It’s back to Atlanta for Holden (Jonathan Groff) and Tench (Holt McCallany); there’s been a kidnapping from someone with the same MO as the as yet unnamed Atlanta Child Killer and they’re calling in the FBI. So our leads are going to be in the background until they can prove (or at least convince someone) there’s a link to the other cases. It’s great; everyone’s very excited, except Anna Torv and office drone Joe Tuttle. They’ve been doing the actually work—interview prep—and don’t like the idea Groff and McCallany are going off to prevent murders instead of talking to convicted murderers.
Which is real shitty, when you think about it.
But it does give Torv and Tuttle the opportunity to go out into the field themselves and do an interview, which ends up going quite well because Torv opens up to the interviewee about being gay. Of course Tuttle’s such a Ned Flanders-type he thinks she’s lying about it to manipulate the interviewee. It doesn’t go quite as well as one would have hoped, scene-wise. Tuttle and Torv have been thrown into a close orbit this season and they’re not really clicking. It doesn’t help Albert Jones is back this episode as the Atlanta FBI guy who Tench wanted to hire but Holden didn’t hire. Jones’s character isn’t just better than Tuttle’s, Jones’s performance is a lot better than Tuttle’s.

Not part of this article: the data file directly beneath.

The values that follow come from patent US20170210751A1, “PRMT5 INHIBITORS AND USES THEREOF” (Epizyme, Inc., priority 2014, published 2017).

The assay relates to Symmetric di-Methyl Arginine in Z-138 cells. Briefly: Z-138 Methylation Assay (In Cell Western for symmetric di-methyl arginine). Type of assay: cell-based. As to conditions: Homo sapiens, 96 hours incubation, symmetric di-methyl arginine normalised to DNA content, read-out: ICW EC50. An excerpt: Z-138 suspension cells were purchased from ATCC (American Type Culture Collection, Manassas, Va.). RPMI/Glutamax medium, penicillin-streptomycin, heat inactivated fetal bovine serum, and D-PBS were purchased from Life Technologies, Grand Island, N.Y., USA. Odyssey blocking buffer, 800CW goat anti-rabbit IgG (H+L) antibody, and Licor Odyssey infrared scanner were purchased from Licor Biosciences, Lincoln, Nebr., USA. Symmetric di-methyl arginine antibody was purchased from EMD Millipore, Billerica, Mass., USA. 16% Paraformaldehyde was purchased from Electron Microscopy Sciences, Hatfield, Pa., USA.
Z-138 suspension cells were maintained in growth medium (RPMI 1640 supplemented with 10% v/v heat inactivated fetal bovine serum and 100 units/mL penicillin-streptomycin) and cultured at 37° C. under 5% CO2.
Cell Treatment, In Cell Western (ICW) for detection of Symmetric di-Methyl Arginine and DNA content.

Tench’s home life subplot has a horrifying development this episode and Groff once again shows he’s too much of a white liberal for his own good. Will he learn from his mistakes this episode and improve? Will he at least be honest? Well, the episode ends before we get to see if there’s any such development for Groff.
The episode’s something of a loop; concerning given there’s such a limited number this season.